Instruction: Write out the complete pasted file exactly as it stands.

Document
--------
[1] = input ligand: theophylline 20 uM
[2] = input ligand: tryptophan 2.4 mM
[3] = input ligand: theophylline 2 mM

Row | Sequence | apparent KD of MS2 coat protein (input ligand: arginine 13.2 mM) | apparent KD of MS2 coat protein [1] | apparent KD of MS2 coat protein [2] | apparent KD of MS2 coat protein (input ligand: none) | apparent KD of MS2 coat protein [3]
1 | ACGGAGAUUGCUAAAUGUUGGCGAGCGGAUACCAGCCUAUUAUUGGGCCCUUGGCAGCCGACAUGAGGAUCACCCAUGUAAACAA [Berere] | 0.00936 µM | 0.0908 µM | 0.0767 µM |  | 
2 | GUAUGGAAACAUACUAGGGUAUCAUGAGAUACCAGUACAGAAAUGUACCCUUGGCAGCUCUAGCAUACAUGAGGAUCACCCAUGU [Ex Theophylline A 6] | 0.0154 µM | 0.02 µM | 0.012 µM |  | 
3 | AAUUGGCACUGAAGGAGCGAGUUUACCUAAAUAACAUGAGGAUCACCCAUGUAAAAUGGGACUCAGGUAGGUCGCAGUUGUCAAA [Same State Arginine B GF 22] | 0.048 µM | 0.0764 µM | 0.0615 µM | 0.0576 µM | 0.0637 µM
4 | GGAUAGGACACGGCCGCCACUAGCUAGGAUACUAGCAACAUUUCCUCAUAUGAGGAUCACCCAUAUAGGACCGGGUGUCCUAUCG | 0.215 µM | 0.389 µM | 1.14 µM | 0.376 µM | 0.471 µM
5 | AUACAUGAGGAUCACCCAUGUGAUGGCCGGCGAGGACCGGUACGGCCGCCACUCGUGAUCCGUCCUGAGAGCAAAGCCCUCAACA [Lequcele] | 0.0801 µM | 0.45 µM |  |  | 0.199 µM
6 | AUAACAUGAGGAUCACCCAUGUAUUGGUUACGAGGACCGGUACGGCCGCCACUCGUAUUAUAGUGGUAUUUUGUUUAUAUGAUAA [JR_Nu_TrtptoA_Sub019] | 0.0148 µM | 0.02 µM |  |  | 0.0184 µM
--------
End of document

[1] = input ligand: theophylline 20 uM
[2] = input ligand: tryptophan 2.4 mM
[3] = input ligand: theophylline 2 mM

Row | Sequence | apparent KD of MS2 coat protein (input ligand: arginine 13.2 mM) | apparent KD of MS2 coat protein [1] | apparent KD of MS2 coat protein [2] | apparent KD of MS2 coat protein (input ligand: none) | apparent KD of MS2 coat protein [3]
1 | ACGGAGAUUGCUAAAUGUUGGCGAGCGGAUACCAGCCUAUUAUUGGGCCCUUGGCAGCCGACAUGAGGAUCACCCAUGUAAACAA [Berere] | 0.00936 µM | 0.0908 µM | 0.0767 µM |  | 
2 | GUAUGGAAACAUACUAGGGUAUCAUGAGAUACCAGUACAGAAAUGUACCCUUGGCAGCUCUAGCAUACAUGAGGAUCACCCAUGU [Ex Theophylline A 6] | 0.0154 µM | 0.02 µM | 0.012 µM |  | 
3 | AAUUGGCACUGAAGGAGCGAGUUUACCUAAAUAACAUGAGGAUCACCCAUGUAAAAUGGGACUCAGGUAGGUCGCAGUUGUCAAA [Same State Arginine B GF 22] | 0.048 µM | 0.0764 µM | 0.0615 µM | 0.0576 µM | 0.0637 µM
4 | GGAUAGGACACGGCCGCCACUAGCUAGGAUACUAGCAACAUUUCCUCAUAUGAGGAUCACCCAUAUAGGACCGGGUGUCCUAUCG | 0.215 µM | 0.389 µM | 1.14 µM | 0.376 µM | 0.471 µM
5 | AUACAUGAGGAUCACCCAUGUGAUGGCCGGCGAGGACCGGUACGGCCGCCACUCGUGAUCCGUCCUGAGAGCAAAGCCCUCAACA [Lequcele] | 0.0801 µM | 0.45 µM |  |  | 0.199 µM
6 | AUAACAUGAGGAUCACCCAUGUAUUGGUUACGAGGACCGGUACGGCCGCCACUCGUAUUAUAGUGGUAUUUUGUUUAUAUGAUAA [JR_Nu_TrtptoA_Sub019] | 0.0148 µM | 0.02 µM |  |  | 0.0184 µM